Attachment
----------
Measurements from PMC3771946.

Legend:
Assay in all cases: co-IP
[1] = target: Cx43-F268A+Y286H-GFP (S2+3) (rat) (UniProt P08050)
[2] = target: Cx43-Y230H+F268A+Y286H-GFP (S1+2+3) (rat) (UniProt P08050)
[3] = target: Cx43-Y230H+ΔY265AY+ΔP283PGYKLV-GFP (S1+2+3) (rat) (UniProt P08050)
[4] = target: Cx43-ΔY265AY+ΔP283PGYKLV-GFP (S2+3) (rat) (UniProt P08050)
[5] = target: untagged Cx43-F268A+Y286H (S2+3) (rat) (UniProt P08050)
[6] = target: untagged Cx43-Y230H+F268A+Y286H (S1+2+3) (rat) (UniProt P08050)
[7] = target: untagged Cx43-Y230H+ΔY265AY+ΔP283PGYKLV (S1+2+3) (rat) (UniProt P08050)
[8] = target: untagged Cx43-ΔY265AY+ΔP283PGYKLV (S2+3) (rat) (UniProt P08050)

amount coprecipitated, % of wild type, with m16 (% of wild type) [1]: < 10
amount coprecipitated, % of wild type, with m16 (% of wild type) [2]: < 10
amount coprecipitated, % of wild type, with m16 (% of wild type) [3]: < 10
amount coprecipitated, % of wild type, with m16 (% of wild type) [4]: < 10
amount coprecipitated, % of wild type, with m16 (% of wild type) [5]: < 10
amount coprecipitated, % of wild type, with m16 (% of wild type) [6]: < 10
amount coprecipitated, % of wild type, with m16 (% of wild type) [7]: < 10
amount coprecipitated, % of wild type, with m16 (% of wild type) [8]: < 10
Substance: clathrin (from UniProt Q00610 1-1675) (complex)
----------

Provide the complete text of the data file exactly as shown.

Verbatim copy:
Measurements from PMC3771946.

Legend:
Assay in all cases: co-IP
[1] = target: Cx43-F268A+Y286H-GFP (S2+3) (rat) (UniProt P08050)
[2] = target: Cx43-Y230H+F268A+Y286H-GFP (S1+2+3) (rat) (UniProt P08050)
[3] = target: Cx43-Y230H+ΔY265AY+ΔP283PGYKLV-GFP (S1+2+3) (rat) (UniProt P08050)
[4] = target: Cx43-ΔY265AY+ΔP283PGYKLV-GFP (S2+3) (rat) (UniProt P08050)
[5] = target: untagged Cx43-F268A+Y286H (S2+3) (rat) (UniProt P08050)
[6] = target: untagged Cx43-Y230H+F268A+Y286H (S1+2+3) (rat) (UniProt P08050)
[7] = target: untagged Cx43-Y230H+ΔY265AY+ΔP283PGYKLV (S1+2+3) (rat) (UniProt P08050)
[8] = target: untagged Cx43-ΔY265AY+ΔP283PGYKLV (S2+3) (rat) (UniProt P08050)

amount coprecipitated, % of wild type, with m16 (% of wild type) [1]: < 10
amount coprecipitated, % of wild type, with m16 (% of wild type) [2]: < 10
amount coprecipitated, % of wild type, with m16 (% of wild type) [3]: < 10
amount coprecipitated, % of wild type, with m16 (% of wild type) [4]: < 10
amount coprecipitated, % of wild type, with m16 (% of wild type) [5]: < 10
amount coprecipitated, % of wild type, with m16 (% of wild type) [6]: < 10
amount coprecipitated, % of wild type, with m16 (% of wild type) [7]: < 10
amount coprecipitated, % of wild type, with m16 (% of wild type) [8]: < 10
Substance: clathrin (from UniProt Q00610 1-1675) (complex)